When my alarm goes off at 6 a.m., I'm greeted by the station ID for a Colorado Public Radio station. It's followed by a daily feature called Space Crap or Space Quest or something like that. It's one to two minutes (I can never tell on account of my undeniable grogginess) of virtually useless astronomical information.

Today's Space Crap was about how we're finally going to figure out if Einstein was right in saying that gravity worked in the same way throughout the universe. Some scientists in New Mexico are going to do this by shooting laser beams at the moon. This will somehow enable them to measure the distance between the Earth and the moon to the millimeter.

First, that's crazy go nuts. A distance that takes astronauts days at very high speeds is going to be measured to the millimeter? Is that really possible? Are we sure that this is a measurement that doesn't constantly change with, say, the elevation of the measurer on Earth, or season, or the fact that the moon will kill us all someday?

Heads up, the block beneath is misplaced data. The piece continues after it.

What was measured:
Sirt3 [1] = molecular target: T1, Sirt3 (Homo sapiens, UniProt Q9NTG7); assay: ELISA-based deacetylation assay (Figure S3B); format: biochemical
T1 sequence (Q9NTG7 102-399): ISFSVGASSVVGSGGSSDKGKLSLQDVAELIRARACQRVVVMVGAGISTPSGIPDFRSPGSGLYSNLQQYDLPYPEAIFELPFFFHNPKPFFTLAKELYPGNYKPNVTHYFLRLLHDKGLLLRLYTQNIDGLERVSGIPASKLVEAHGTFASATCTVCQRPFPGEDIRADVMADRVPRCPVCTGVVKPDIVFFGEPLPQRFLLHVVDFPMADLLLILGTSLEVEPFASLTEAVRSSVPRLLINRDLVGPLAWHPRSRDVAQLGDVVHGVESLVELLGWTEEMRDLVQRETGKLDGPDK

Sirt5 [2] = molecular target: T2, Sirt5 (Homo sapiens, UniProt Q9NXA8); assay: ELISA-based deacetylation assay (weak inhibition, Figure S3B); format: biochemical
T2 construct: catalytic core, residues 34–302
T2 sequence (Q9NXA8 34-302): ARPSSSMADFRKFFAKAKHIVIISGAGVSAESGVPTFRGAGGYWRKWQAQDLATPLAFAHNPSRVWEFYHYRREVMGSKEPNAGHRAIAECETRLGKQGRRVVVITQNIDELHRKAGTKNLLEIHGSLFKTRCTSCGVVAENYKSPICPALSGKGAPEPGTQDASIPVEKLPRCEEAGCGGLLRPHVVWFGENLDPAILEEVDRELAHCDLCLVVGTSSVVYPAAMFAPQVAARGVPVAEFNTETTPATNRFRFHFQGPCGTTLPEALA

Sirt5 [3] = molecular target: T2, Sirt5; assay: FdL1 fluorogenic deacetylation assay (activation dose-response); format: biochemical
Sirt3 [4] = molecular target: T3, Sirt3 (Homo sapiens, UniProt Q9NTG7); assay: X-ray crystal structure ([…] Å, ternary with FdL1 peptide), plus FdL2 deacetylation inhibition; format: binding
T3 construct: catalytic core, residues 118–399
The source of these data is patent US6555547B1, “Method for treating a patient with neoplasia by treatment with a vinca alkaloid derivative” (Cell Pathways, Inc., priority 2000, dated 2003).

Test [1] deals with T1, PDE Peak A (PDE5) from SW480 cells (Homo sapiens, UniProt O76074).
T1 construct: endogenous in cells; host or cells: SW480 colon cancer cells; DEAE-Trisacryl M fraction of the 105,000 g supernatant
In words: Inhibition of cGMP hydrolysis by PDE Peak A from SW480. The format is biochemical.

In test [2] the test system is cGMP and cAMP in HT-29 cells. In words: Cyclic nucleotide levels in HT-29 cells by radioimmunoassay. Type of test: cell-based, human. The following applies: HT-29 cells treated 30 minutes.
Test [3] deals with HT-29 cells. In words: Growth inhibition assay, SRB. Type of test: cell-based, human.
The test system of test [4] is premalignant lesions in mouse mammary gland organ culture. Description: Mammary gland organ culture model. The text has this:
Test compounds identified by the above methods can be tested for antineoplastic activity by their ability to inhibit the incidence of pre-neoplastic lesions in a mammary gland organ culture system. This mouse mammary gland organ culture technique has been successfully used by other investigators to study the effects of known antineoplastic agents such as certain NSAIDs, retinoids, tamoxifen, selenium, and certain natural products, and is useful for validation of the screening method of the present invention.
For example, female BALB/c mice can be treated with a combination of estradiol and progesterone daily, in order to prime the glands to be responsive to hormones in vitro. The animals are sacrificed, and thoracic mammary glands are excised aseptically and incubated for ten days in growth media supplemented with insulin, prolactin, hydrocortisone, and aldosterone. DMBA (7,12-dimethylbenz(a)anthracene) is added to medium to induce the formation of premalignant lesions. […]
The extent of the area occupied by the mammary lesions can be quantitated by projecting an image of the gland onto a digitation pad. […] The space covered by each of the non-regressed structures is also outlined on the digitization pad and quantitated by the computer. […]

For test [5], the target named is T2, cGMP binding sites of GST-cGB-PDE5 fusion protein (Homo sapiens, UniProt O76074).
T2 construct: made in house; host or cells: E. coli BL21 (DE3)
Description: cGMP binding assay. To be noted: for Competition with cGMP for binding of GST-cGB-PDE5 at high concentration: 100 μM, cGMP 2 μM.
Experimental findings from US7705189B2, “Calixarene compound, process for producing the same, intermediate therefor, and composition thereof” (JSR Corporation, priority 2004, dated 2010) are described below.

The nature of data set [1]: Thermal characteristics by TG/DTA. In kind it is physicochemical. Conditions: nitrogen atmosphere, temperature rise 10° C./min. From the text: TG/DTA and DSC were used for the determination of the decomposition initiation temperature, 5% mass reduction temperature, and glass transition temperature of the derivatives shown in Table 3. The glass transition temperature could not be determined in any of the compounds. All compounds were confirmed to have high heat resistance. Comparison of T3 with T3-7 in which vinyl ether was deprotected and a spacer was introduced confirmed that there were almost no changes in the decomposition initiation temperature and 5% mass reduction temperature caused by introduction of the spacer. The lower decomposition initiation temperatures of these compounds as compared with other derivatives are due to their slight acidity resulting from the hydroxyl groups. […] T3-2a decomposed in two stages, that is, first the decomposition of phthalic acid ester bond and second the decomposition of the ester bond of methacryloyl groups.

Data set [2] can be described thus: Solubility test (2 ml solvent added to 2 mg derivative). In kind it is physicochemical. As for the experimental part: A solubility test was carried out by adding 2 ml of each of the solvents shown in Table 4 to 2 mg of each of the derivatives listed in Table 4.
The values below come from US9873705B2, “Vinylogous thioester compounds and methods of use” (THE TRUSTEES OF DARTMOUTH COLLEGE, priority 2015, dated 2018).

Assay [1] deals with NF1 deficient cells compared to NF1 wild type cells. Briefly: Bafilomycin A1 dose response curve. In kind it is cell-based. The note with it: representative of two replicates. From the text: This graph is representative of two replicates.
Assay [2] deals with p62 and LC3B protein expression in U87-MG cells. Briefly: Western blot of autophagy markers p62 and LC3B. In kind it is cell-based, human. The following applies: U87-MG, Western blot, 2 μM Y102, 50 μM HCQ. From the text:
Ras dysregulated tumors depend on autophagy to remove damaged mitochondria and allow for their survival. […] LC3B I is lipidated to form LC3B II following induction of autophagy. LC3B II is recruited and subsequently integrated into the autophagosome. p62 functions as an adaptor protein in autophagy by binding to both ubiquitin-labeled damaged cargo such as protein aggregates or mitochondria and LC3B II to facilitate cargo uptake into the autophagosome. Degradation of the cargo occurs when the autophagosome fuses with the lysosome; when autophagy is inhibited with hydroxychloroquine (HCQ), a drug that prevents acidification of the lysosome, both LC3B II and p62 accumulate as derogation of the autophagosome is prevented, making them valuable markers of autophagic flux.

Second, I have absolutely no idea how this is supposed to test the universality of gravity. They didn't really explain that in great detail, probably because 1. it's a short program and they just don't have the time, and 2. we're all idiots who wouldn't get it anyway. Just trust them. But they did say this: "If [they find that Einstein was wrong], scientists will spend the next few years coming up with a better theory of gravity." Ah, science. Is there anything you can't solve, given a few years? Truly perfection will be achieved in my lifetime.

Third, I strongly feel that it's about time people started shooting lasers at the moon. It's one step closer to blowing that blasted sun out of the sky.

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